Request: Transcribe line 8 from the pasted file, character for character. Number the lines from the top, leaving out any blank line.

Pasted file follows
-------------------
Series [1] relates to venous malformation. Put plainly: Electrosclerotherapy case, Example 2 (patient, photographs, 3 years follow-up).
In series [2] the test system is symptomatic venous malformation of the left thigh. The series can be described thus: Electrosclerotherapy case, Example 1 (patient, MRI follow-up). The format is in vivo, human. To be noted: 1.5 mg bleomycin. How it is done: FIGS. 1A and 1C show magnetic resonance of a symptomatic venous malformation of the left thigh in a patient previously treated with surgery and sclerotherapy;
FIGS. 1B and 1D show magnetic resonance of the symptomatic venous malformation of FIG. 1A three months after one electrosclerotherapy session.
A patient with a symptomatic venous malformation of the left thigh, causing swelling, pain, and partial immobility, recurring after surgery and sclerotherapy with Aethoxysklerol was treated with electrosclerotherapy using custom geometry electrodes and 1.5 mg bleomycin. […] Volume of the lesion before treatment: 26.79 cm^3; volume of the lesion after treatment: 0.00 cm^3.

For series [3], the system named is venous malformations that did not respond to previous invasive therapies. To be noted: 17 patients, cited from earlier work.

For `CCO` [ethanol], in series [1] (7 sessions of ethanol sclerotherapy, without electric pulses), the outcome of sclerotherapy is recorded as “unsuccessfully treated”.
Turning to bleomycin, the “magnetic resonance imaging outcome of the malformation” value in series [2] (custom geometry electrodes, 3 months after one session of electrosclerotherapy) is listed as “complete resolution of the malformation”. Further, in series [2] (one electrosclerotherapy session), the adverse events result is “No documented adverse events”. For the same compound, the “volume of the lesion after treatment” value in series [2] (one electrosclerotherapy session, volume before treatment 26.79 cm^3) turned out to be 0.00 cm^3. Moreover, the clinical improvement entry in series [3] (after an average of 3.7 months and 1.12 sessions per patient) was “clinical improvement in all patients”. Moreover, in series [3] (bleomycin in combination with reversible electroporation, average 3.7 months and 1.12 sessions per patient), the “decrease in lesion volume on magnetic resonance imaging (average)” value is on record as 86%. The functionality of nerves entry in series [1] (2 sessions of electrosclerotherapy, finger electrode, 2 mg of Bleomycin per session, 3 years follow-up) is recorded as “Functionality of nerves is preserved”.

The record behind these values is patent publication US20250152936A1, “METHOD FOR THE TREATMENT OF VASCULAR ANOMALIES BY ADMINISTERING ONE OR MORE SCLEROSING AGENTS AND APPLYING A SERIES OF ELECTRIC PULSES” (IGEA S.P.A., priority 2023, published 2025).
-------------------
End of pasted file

The record behind these values is patent publication US20250152936A1, “METHOD FOR THE TREATMENT OF VASCULAR ANOMALIES BY ADMINISTERING ONE OR MORE SCLEROSING AGENTS AND APPLYING A SERIES OF ELECTRIC PULSES” (IGEA S.P.A., priority 2023, published 2025).